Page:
The USDTRY had a great year as the Turkish lira collapse accelerated. The pair started the year at around 7 and soared to an all-time high of 18.38. On Friday, it was trading at 13.25, which was about 28% above the lowest level last week.
CBRT and the Turkish central bank
The Central Bank of the Republic of Turkey (CBRT) embraced an unconventional monetary policy framework in 2021.
In the final half of the year, as inflation skyrocketed, the central bank decided to implement three rate cuts. The headline interest rates dropped by 600 basis points from 20% to 14%.
The interest rate cuts were controversial because of the state of the Turkish economy. The official inflation rate surged to above 20%. Unofficial figures placed the country’s inflation at about 58%.
The modern monetary theory argues that a central bank should do whatever it can to balance the overall inflation rate. As such, it argues that a bank should hike interest rates and tighten monetary conditions when inflation is rising.
The CBRT was an outlier in cutting rates. Across the world, we saw more central banks embracing a hawkish tone. In emerging markets like South Africa, Mexico, and Russia, the central banks delivered multiple hikes in 2021.
Similarly, in the developed world, central banks like the Bank of England (BOE), Reserve Bank of New Zealand (RBNZ), and the Bank of Canada (BOC) all hiked rates. Other banks like the Federal Reserve have also hinted that they will hike rates.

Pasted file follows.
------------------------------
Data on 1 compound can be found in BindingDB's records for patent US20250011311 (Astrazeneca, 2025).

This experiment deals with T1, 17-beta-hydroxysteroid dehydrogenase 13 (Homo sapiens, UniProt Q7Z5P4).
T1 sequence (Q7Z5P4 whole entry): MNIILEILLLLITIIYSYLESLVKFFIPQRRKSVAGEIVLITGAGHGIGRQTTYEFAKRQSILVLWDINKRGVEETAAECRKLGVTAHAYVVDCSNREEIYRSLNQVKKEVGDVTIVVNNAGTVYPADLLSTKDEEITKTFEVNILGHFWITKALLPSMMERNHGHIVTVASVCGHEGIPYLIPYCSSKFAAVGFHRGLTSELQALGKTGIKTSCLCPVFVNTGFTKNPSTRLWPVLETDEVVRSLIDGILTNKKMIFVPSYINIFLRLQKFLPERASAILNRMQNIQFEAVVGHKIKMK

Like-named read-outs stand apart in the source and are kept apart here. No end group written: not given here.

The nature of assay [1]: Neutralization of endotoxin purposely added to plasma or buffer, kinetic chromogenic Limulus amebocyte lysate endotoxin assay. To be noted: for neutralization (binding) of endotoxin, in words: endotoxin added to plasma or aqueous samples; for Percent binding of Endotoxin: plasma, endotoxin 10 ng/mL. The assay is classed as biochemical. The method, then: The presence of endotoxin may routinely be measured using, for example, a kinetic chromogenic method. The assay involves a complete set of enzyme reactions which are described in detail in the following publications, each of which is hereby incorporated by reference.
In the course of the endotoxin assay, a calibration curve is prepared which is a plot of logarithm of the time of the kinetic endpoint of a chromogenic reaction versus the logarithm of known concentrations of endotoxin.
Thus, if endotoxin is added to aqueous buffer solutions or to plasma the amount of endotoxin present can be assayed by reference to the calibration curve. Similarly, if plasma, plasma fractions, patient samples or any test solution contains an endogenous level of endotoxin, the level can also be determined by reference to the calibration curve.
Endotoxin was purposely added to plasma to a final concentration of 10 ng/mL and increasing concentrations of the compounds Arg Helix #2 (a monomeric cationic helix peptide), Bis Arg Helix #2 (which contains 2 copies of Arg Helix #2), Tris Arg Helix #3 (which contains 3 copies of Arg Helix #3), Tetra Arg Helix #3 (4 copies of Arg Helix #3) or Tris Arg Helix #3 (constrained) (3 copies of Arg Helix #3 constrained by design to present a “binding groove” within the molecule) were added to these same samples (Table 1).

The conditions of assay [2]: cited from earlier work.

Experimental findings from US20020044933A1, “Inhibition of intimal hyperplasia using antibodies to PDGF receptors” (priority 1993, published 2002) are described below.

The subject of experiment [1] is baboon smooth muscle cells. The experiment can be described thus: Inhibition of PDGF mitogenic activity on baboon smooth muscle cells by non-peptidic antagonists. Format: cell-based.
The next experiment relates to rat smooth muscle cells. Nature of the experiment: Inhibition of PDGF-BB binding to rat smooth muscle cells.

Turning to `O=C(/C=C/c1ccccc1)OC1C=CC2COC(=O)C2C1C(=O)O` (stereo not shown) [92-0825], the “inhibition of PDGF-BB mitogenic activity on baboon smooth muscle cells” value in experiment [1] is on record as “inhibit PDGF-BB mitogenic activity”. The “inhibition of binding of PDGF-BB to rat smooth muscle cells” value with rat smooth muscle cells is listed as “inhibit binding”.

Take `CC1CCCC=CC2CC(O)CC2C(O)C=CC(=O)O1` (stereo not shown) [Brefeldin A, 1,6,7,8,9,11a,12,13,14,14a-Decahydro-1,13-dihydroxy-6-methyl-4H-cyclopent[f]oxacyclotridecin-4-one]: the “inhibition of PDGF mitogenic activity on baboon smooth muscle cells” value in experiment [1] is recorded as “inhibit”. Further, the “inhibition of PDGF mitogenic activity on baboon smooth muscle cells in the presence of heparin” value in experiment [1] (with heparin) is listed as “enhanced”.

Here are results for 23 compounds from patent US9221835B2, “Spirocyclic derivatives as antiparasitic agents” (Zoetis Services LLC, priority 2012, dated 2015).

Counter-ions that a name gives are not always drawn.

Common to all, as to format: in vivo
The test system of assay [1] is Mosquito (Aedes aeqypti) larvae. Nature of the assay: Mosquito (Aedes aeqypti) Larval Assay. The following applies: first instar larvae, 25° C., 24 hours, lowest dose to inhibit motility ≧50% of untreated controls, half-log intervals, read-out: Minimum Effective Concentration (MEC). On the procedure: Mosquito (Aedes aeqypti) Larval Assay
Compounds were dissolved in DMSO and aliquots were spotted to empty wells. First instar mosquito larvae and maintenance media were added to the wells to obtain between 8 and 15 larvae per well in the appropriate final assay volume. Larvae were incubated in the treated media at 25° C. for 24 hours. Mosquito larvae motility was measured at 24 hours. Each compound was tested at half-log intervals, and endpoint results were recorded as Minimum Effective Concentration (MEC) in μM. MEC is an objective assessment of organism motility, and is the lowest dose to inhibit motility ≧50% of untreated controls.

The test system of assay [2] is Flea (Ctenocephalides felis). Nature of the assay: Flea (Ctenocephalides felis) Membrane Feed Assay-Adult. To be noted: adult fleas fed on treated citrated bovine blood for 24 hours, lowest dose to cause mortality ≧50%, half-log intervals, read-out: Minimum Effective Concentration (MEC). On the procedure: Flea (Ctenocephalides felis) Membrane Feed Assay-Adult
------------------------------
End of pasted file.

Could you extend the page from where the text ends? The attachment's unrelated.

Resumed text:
CBRT backdoor rate hike
The USDTRY pair declined sharply recently after the Turkish government and the CBRT made new plans to cushion the drop of the Turkish lira.
In another controversial decision, the bank promised its citizens that it will compensate them for the weakness of the Turkish lira. This incentive program will only apply to individuals, meaning that more businesses will keep struggling.
It will only apply to individuals who have saved money for about 3 months. The idea is relatively simple. For example, if a person has 10,000 Turkish liras and the value drops by 10% against the US dollar, then the government will add 1,000 liras to their account. That was a controversial move because it is an effective backdoor rate hike.
Fed hikes and Turkish elections
In 2022, the USDTRY pair will react to the actions of the Federal Reserve and the Turkish election. The Fed has hinted that it will implement three rate hikes in 2022. In theory, these hikes should be bad for the Turkish lira because it means that the government will need to pay more in terms of interest.
Another thing that could drag the Turkish lira lower will be the upcoming general election. President Erdogan will face a united opposition, which could see him implement more expansionary policies. In most cases, the Turkish lira tends to decline when there is an election.
The USDTRY pair is trading at 13.28, which is slightly above last week’s low of 10.30. The pair has rebounded as investors assess the new backdoor rate hikes. It has crossed the 25-day and 50-day moving averages while the Relative Strength Index (RSI) has tilted higher. Other oscillators like the MACD and the Stochastic Oscillator have also pointed upwards.
Therefore, the USDTRY pair will likely keep rising in the coming months as investors target the 2021 high of 18.33. As long as the divergence between the CBRT and the Fed exists, there is a likelihood that the pair will keep rising.